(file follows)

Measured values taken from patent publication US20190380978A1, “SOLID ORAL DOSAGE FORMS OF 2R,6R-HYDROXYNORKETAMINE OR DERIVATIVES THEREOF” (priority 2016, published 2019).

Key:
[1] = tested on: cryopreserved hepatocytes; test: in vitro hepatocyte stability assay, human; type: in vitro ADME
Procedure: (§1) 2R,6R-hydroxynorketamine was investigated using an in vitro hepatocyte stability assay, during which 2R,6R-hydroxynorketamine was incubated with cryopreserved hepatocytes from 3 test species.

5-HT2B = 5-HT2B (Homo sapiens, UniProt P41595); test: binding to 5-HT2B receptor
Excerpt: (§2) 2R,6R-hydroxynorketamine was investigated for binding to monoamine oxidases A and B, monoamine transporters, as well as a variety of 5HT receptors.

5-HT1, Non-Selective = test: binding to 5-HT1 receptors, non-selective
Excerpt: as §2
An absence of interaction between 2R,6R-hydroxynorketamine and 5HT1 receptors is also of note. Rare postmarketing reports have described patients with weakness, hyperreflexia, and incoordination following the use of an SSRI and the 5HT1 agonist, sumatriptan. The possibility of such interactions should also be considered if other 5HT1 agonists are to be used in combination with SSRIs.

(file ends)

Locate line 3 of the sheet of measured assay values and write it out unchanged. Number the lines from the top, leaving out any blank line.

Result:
[1] = tested on: cryopreserved hepatocytes; test: in vitro hepatocyte stability assay, human; type: in vitro ADME